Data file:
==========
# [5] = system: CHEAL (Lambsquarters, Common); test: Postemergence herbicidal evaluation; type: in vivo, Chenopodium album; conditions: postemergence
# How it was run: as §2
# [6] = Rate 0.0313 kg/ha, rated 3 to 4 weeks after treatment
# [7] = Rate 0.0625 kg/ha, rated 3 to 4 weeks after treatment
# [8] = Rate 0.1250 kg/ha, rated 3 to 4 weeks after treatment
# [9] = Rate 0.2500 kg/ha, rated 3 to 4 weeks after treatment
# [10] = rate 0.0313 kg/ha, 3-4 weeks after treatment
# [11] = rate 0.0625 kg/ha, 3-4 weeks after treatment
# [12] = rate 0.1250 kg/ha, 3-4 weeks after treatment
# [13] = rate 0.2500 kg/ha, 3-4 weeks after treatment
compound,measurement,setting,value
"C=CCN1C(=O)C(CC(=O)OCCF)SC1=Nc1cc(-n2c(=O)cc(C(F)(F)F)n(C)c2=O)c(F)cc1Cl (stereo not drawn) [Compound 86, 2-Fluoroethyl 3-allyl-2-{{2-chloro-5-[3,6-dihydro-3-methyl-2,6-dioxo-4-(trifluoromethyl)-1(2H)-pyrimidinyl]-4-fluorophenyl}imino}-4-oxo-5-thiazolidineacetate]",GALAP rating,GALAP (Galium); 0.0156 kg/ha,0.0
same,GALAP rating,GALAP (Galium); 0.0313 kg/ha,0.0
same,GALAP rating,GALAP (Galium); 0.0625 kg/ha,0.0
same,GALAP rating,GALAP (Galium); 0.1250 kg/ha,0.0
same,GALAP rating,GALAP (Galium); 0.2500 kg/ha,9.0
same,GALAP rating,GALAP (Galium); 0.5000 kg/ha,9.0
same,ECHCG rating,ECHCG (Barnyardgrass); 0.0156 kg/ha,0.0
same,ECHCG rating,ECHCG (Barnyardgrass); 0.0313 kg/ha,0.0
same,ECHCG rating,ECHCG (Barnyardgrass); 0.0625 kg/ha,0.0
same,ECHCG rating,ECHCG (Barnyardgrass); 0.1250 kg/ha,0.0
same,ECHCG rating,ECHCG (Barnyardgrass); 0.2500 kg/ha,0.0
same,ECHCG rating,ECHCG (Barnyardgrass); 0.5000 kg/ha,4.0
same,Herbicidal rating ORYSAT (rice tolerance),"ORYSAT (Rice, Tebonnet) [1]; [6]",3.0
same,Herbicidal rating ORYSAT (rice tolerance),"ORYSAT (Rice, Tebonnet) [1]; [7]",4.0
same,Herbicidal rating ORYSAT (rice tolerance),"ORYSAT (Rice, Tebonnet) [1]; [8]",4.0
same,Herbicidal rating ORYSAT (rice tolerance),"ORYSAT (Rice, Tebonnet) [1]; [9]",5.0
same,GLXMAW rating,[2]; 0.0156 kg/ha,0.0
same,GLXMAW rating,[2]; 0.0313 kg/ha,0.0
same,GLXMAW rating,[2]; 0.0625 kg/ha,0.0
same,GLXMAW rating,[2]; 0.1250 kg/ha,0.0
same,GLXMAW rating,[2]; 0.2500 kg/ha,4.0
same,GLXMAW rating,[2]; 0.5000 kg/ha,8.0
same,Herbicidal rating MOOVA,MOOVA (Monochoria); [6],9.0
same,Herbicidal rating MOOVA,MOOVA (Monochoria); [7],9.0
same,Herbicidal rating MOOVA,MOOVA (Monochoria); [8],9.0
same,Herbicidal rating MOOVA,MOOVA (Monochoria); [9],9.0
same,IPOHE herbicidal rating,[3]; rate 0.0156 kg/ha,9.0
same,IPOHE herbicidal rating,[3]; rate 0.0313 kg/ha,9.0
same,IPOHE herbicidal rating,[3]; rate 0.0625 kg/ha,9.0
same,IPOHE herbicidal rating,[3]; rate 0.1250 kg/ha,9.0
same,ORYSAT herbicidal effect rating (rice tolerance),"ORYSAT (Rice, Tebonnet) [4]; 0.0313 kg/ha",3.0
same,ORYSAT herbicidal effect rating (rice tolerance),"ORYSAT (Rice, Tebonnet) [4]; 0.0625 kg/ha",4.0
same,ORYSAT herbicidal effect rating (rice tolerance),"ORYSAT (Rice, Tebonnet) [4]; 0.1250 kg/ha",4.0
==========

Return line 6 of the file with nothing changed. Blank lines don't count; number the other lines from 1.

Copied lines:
# [9] = Rate 0.2500 kg/ha, rated 3 to 4 weeks after treatment